Sometimes, I will pick up phrases or mannerisms that they use. Having two boys quite close in age, they often use the same expressions or do strange movements such as the ‘dab’. For anyone not versed in the art of the ‘dab’ it is a head down, arms to the right of your head dance move used a lot recently by sportsmen as a celebration.
Both boys do it all of the time and often do a mini dab which looks like they are punching themselves in the face. But of course, when I did it recently, they both looked at me like I was a three-headed alien and then they fell about laughing. “Don’t do that again, mum.” soon followed. Not cool apparently.
Share lots of photos of them on social media
Oh, look at that photo of him when he was a baby with food all over his face! Let’s share it on Instagram and tag him and his friends to make sure everyone sees it. Erm, that is a huge no-no.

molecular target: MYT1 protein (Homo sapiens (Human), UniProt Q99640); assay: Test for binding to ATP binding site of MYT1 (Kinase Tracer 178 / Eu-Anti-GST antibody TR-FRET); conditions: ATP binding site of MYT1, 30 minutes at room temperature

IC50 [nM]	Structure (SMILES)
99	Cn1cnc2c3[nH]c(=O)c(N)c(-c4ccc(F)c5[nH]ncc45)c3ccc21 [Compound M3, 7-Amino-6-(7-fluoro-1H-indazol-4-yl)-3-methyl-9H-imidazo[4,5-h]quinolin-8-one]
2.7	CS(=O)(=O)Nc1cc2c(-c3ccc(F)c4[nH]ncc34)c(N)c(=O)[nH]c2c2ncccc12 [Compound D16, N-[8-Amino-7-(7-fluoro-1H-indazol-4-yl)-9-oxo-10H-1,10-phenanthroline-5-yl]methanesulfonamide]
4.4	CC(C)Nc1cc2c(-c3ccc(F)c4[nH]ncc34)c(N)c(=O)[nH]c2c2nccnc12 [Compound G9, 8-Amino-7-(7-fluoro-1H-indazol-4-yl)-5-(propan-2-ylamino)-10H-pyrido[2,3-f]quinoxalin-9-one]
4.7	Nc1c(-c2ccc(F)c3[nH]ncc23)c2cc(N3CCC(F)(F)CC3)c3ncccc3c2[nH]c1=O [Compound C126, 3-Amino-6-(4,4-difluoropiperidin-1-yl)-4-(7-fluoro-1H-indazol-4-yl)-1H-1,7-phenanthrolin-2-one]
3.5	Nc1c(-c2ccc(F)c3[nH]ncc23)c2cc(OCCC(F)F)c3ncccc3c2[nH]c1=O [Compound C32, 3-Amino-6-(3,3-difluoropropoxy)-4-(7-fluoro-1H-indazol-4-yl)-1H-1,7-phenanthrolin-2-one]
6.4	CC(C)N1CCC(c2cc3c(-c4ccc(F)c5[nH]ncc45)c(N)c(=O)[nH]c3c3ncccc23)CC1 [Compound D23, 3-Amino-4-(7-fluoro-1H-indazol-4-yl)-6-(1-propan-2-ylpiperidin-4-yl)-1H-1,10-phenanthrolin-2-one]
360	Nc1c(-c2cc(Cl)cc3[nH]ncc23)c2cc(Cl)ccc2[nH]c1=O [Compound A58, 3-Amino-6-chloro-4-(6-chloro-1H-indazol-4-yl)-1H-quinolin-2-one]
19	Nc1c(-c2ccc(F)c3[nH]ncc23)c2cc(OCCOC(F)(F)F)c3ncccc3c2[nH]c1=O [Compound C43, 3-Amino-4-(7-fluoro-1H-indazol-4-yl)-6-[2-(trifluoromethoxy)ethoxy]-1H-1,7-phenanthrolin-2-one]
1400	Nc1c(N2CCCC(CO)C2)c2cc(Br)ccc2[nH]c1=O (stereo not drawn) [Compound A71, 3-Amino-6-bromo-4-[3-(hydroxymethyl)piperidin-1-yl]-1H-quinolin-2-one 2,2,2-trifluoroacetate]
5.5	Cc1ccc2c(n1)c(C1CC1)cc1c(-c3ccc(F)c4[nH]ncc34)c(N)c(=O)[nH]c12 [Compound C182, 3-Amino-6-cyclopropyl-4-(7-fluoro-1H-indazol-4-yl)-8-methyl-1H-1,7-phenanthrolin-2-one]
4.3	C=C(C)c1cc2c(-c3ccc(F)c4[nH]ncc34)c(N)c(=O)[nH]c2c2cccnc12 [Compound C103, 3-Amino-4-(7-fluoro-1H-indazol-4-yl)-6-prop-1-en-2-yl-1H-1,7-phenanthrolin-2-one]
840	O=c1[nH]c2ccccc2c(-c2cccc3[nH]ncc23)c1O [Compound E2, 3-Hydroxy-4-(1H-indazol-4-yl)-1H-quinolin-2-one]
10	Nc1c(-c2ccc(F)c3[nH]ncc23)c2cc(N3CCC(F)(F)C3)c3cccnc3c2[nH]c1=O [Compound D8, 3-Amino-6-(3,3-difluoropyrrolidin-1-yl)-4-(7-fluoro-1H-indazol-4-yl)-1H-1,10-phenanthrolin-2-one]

This is a tricky area for me as a blogger and someone who does use social media a lot. The 12-year-old and I have had a few discussions about this topic over recent months and to be fair, I am very aware that he is now on social media a little himself and he really doesn’t want constant photos of him all over the place. Some of his friends follow me on Instagram too, so I always check with him before I post. It is so tempting sometimes though to share funny photos. I took a perfect shot today of him leaning on a sign that said ‘very slow’ and it is really funny but that is not a photo to be shared, just one to make me chuckle.
Try to be funny, especially when their friends are around
This one comes hand in hand with trying to be cool. When they were younger, the boys used to think I was really funny. Those days have long gone. I show them things on TV or I tell them a joke that I have heard and we often have a tumbleweed moment where they look at me with disdain before resuming their normal conversation. I have come to the conclusion that either teen humour and adult humour are poles apart or my sons just don’t want to encourage me. Trying to be funny in public is up there with PDAs, so never go there either.
Lick a tissue to wipe their face